“No, thank you. I can do it all by myself.”
I’ve read this line to my little guy dozens of times over the past few months as I’ve put him to bed.
The book we’re reading teaches children to let others help them. It says not to insist on doing tasks too advanced or carry things too heavy. As the book’s main character learns, you have to learn to accept help.
Part of growing up is becoming self-sufficient, but we never outgrow needing people to help us. As grown-ups, we don’t get any better at internalizing this lesson. But we do get better at hiding that we need help.
Inviting others into your life can motivate you to make changes that are hard to make on your own. Support from others can give you the courage to take steps toward change, whether opening up to friends, joining a support group, going to a counselor or hiring a personal trainer.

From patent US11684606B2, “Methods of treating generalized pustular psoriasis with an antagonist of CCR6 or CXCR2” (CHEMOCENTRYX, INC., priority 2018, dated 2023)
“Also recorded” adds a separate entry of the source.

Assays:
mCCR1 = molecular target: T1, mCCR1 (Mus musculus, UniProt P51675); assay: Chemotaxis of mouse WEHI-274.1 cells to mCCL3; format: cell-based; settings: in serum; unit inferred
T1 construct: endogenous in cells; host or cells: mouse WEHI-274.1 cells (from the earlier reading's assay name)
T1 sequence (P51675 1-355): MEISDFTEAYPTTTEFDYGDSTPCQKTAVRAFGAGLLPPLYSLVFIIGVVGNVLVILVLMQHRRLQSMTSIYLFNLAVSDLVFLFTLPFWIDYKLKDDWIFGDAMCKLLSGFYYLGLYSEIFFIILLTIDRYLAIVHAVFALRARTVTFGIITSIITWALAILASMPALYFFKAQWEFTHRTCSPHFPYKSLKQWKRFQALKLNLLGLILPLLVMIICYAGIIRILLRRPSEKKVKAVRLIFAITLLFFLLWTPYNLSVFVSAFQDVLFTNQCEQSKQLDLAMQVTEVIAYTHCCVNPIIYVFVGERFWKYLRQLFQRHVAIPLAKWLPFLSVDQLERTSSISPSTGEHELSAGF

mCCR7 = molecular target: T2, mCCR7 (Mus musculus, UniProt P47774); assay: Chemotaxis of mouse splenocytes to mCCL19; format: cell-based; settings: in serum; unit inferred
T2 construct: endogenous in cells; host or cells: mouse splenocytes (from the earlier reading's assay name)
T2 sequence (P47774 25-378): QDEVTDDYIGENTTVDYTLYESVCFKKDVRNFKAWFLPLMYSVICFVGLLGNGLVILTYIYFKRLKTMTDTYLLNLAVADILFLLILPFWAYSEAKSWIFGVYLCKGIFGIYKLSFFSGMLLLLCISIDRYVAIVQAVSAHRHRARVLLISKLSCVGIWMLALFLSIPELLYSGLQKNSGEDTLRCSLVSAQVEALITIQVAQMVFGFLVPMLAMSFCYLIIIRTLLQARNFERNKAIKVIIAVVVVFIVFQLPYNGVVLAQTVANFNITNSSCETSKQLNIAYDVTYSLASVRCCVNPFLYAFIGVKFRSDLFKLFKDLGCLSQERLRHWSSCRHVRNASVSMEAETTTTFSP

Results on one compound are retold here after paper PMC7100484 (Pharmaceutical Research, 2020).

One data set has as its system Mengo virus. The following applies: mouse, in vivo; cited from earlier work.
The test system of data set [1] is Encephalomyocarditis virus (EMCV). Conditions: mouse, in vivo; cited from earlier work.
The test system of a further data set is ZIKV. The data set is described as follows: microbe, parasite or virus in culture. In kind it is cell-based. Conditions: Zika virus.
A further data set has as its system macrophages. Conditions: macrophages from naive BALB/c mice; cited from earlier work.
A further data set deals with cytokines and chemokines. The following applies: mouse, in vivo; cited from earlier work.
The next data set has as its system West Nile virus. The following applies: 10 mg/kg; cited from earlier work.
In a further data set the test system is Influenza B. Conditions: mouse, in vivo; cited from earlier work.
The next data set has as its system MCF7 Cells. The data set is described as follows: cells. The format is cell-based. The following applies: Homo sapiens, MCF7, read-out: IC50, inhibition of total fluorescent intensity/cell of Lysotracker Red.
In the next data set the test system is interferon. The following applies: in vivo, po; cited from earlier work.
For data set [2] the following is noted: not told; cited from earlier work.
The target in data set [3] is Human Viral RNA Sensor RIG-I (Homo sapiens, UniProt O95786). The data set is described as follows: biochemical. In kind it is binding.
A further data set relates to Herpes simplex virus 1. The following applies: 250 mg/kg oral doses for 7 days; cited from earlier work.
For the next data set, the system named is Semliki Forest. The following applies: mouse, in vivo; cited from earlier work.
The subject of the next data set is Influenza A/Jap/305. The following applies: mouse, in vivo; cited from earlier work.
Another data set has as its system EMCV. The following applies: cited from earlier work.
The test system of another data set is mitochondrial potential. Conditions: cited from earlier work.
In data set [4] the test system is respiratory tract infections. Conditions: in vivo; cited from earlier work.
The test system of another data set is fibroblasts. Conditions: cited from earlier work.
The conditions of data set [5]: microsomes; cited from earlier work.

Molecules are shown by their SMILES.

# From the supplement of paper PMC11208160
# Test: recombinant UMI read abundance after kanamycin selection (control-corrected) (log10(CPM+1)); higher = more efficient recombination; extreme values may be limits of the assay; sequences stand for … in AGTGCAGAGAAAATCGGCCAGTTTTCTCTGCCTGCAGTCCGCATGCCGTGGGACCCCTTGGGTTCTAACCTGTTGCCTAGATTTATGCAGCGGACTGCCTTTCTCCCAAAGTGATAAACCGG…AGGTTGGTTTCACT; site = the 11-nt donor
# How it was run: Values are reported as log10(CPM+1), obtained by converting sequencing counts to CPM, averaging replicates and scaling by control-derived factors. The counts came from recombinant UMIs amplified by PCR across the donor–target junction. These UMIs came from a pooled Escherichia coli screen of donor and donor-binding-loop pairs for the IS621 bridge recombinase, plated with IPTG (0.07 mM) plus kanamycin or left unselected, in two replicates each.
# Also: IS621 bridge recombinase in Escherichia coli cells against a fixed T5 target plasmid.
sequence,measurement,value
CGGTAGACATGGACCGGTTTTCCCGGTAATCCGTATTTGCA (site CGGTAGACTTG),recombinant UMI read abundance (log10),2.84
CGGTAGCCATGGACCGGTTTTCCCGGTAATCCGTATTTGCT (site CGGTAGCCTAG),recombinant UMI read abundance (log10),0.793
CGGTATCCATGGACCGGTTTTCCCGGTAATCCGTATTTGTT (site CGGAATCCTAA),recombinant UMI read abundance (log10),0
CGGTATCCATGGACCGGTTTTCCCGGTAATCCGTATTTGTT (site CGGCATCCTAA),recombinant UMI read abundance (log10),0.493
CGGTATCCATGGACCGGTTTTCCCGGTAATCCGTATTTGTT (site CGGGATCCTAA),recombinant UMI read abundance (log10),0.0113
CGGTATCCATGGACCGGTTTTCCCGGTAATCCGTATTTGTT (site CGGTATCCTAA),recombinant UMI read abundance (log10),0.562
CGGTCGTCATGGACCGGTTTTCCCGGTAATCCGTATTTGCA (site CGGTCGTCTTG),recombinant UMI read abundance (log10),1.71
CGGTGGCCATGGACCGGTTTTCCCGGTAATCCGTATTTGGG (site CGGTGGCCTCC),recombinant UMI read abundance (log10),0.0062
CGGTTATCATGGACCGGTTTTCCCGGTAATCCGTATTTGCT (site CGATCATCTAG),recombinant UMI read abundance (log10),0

This is especially true for the things in your life you are most ashamed of.
It seems counterintuitive that sharing about the difficult things you struggle with would be the first step toward change. But having the support of others, whether friends or professionals, can help you overcome the shame and fear that hold you back.
You weren’t meant to walk through life or struggles alone. You were created to be in healthy relationships with others. Sharing your deepest pain and shame and being met with care and support is life-changing.
Do you have a support structure in your life? If not, where could you meet people who would be supportive and encouraging? Would you benefit from going to a counselor or a professional who specializes in the parts of life you want to change?
Don’t struggle on your own. Don’t wonder if you will figure out how to make your life better. Doing everything by yourself will leave you feeling defeated and weighed down by shame. Inviting others in could be the first step to positive change.
If you want to help people get to know Jesus, try starting right where you live. Here are real-life ideas for sharing your faith in your neighborhood.
I remember a time when I clicked refresh on my notifications for about the tenth time in a minute. My husband, watching quietly, asked, “Did you post that photo of us because you’re proud of me, or do you just care about the likes?”
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